Leave the phone alone
By Terry Young04 March 2008
The National Highway Safety Administration (NHTSA) has estimated that cell phones cause between 300,000 and 650,000 accidents each year in the United States. The numbers of fatalities related to these accidents are unacceptable. Current studies show that between 100 and 1,000 people are killed each year due to cell phone-related accidents. This is more than deaths related to airbags and Firestone tires combined. The airbag and tire industries had to withstand large amounts of negative publicity. The cell phone industry has not received the amount of negative response from government, industry, or society.
In many states, statistics linking accidents to cell phones are unobtainable. These states do not require police officers to document whether a driver involved in an accident was using a cell phone. Most experts agree that the process of collecting reliable data is inconclusive. Countries that have banned hand-held phone use while driving have reported significant decline in accidents related to hand-held phone devices. Japan and 13 other countries reported a 75 percent decline in accidents the first month following enforcement of such a ban.
The cellular telephone industry often demonstrates its commitment to promoting safety for its customers by providing product information packets and an occasional television advertisement. It is true this may protect the cell phone companies from some liability and litigation claims. But based on the accident safety data, this information is not sufficient in solving the root cause of the problem. The distractions caused by cell phones are linked to accidents, injuries and fatalities.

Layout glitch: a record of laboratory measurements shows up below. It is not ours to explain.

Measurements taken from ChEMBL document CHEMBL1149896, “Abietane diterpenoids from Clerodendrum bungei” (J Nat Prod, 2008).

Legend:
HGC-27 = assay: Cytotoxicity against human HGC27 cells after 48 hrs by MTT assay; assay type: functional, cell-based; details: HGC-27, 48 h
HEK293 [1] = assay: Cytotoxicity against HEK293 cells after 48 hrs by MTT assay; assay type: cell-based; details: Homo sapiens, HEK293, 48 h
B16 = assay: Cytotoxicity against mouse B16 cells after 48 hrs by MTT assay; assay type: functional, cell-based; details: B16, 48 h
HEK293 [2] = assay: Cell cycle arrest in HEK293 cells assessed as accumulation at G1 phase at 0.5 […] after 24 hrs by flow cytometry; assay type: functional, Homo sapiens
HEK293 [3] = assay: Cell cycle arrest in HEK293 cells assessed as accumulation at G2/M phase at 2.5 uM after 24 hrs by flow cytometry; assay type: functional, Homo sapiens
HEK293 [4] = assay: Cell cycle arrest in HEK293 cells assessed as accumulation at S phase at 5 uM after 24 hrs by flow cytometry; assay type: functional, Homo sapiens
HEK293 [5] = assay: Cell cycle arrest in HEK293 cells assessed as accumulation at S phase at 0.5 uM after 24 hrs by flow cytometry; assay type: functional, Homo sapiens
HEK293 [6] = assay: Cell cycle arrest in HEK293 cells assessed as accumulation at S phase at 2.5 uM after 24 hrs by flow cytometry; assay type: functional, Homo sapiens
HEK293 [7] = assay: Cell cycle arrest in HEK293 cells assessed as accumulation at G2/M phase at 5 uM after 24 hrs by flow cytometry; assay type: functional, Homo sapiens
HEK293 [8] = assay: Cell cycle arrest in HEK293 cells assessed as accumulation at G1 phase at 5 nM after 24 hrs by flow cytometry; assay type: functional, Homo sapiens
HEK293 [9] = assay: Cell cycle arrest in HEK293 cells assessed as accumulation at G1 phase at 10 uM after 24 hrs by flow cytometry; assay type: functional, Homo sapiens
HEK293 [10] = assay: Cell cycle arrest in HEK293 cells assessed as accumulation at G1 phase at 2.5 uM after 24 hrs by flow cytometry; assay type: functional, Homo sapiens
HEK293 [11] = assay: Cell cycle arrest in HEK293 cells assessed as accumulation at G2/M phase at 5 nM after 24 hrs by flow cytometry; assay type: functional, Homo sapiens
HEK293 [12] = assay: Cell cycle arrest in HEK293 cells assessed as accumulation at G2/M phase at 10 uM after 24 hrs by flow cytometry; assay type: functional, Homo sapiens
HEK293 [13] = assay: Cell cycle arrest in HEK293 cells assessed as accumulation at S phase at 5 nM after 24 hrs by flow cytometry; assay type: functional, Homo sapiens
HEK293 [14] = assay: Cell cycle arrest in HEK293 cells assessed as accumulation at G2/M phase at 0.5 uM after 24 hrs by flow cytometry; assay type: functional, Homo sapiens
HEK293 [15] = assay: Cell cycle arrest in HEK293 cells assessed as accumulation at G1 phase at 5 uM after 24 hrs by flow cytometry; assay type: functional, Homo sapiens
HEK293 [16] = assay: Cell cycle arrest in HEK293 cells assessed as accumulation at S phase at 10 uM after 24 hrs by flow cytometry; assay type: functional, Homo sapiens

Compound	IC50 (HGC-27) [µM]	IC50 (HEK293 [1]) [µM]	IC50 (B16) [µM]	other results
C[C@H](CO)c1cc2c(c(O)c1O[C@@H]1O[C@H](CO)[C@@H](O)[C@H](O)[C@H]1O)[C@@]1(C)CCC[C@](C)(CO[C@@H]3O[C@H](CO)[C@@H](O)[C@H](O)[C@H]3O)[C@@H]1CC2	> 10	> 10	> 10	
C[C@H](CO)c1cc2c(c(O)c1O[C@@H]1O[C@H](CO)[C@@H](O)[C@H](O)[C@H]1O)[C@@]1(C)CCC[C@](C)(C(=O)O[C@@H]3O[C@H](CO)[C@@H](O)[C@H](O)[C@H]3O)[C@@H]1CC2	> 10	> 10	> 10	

Legislators, business owners, talk show hosts and celebrities are listening as the cellular telephone industry and advocates to ban the cell phones glued to driver's ears battle over these safety issues. What political road does this lead us down? Is the value of talking on a cell phone worth risking lives?
Business spokesmen estimate major productivity losses in time spent in vehicles if these laws are enacted on them. Millions of Americans are now enjoying this convenience at the risk of a large disaster. Although most people agree that talking on a cell phone while driving is a distraction, many believe the safety risk is an acceptable trade off.
Admittedly, the importance of a cell phone for emergency purposes should not be overlooked. Each day cell phone users are reporting accidents and emergencies that save lives. These services are important but emergency calls from a vehicle should be made while the vehicle is stopped in a safe location.
Too much talk
Many consumers may say that there is no difference between drinking coffee, tuning the radio or talking on the cell phone while driving. The fact remains that accidents related to driving and talking on cell phones are occurring at an alarming rate. Cell phone use in America exceeds 75 million phones without much safety education in place on this issue.
While talking on a cell phone does increase the risk of an accident, accidents related to cell phone use in vehicles could be eliminated, reduced, or prevented. It appears this will not change without new technology, laws or valuable data needed to convince consumers of the safety issues related to these products.
Keeping in mind that several studies show no difference in accident rates of drivers using hands-free phone devices and bluetooths and the traditional hand held cell phones. Several states have banned or are considering banning the use of cell phones while operating a motor vehicle. In some regions of the US, drivers can get a ticket for talking on a cell phone without a hands-free phone device. It is best practice to have a company safety policy restricting cell phone use while driving company vehicles.